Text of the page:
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“Elevated risk of unrest” after 21 activist arrests, UN department says

Caitlin Ashworth

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PHOTO: naewna

Today’s pro-democracy rally in Bangkok poses an “elevated risk of unrest” after 21 protesters were arrested yesterday, according to an email sent to staff of the United Nations Department of Safety and Security. The email advising the staff to avoid protest sites was obtained by local blogger and Samut Prakan school employee Richard Barrow and Samut Prakan school employee and posted it on his Twitter page.

The pro-democracy rally was set to start at 2pm today at Bangkok’s Democracy Monument, but some started yesterday, protesting a Royal motorcade which is also scheduled today to go along the protest route. Some protesters splattered blue paint on officers. 21 protesters were arrested on charges of placing objects in the road, using a sound amplifier without permission and creating a gathering of more than 10 persons “to do an act of violence, or an act that breaches the peace.”

Protesters were seen early this morning at Democracy Monument as well as counter protesters wearing yellow, appearing to be from the police and military due to their shirt logos and high-and-tight haircuts. The counter protesters walked in a straight line, blocking pro-democracy protesters who held their hands up in a 3 finger salute, a symbol for government resistance.

The UN office is near the Government House where the protesters say they plan to “set up camp” for possibly a month to put pressure on PM Prayut Chan-o-cha to resign. The UN department says the rally may impact the access to and from the UN office.

“Given the outcome of the 13 October 2020 gathering at Democracy Monument and protests following the detention of 21 protesters, there is an elevated risk of unrest.”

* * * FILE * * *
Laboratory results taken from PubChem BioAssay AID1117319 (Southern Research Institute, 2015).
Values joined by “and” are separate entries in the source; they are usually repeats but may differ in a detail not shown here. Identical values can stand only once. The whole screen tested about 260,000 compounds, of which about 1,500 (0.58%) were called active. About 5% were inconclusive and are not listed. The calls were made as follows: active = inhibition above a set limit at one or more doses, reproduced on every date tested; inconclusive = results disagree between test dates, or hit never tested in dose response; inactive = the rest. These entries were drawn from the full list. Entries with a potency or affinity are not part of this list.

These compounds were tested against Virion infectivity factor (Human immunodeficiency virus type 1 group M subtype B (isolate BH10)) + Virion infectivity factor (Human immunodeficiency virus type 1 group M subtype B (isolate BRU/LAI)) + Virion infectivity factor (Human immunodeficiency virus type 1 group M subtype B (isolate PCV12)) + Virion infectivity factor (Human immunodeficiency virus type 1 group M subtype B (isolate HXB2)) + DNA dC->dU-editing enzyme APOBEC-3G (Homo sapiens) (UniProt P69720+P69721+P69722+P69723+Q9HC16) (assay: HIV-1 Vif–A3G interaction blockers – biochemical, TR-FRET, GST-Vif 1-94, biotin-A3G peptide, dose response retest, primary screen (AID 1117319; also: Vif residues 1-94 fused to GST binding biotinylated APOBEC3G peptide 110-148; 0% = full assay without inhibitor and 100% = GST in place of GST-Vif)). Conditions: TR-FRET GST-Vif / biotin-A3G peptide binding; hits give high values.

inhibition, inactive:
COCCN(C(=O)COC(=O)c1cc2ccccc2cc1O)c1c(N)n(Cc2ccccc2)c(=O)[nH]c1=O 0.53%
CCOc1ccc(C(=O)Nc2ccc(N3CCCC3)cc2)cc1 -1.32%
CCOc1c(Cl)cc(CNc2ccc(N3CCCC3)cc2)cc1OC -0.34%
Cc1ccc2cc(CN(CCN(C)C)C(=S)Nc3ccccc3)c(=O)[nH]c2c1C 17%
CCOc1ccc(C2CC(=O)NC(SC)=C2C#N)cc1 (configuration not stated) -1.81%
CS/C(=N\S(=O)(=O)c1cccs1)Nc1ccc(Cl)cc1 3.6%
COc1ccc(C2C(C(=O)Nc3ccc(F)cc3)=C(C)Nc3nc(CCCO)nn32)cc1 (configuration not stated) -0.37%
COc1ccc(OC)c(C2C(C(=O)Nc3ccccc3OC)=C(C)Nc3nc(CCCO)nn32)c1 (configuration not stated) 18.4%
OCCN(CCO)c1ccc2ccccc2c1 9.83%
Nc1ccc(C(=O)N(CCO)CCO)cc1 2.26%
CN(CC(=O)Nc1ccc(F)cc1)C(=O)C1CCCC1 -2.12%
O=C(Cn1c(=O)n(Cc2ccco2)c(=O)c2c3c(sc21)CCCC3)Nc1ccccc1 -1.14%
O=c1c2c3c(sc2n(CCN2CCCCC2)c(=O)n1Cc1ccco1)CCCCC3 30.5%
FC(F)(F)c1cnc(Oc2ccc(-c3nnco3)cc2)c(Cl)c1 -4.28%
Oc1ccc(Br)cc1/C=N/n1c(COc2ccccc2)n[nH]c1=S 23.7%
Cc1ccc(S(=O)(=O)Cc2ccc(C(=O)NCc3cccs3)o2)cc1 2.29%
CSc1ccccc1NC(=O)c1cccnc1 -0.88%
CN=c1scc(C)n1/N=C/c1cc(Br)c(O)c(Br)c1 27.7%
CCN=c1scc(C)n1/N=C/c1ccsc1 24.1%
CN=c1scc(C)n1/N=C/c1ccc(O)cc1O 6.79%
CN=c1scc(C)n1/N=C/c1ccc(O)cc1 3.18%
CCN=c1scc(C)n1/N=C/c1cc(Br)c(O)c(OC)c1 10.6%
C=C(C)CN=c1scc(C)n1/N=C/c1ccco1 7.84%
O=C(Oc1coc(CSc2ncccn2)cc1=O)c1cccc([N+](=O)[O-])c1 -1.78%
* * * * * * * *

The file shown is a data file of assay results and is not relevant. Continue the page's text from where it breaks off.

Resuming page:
The UN advises staff to avoid protest locations, which is expected to gather tens of thousands, to adhere by instructions by Thai authorities and to watch what they say, both in person and on social media.

“Refrain from any speech that is critical of the government and/or monarchy, both in person and online, as defaming the monarchy is punishable under Thailand’s lèse majesté laws.”

The United States Embassy and Consulate Thailand released an alert earlier this week advising Americans about the political rally, saying that while violence is not expected, “even peaceful demonstrations can turn confrontational and escalate into violence.”

“Avoid demonstration areas, and exercise caution if in the vicinity of any large gatherings or protests. U.S. citizens should monitor locals news and social media reports before travelling to downtown Bangkok.”

SOURCES: Twitter: Richard Barrow | U.S. Embassy Thailand

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3 Comments

3 Comments

  1. Avatar

    Toby Andrews

    Wednesday, October 14, 2020 at 3:20 pm

    What’s this!
    They are grabbing that lovely cuddly innocent student by the balls!

  2. Avatar

    joe

    Wednesday, October 14, 2020 at 3:54 pm

    WHY THAIS MILITARY CONTINUE STAY PART OF GOVERNMENT AND NOT FROM THEM PEOPLE ???????

    NO BRAIN AND THEY ARE ONLY ROBOT

    GOVERNMENT WORKERS ARE REALLY STUPID

  3. Avatar

    Larry

    Thursday, October 15, 2020 at 11:15 am

    Using a sound amplifier without permission? Wish they would enforce it on bars blasting loud music until late in the night!

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Caitlin Ashworth is a writer from the United States who has lived in Thailand since 2018. She graduated from the University of South Florida St. Petersburg with a bachelor’s degree in journalism and media studies in 2016. She was a reporter for the Daily Hampshire Gazette In Massachusetts. She also interned at the Richmond Times-Dispatch in Virginia and Sarasota Herald-Tribune in Florida.

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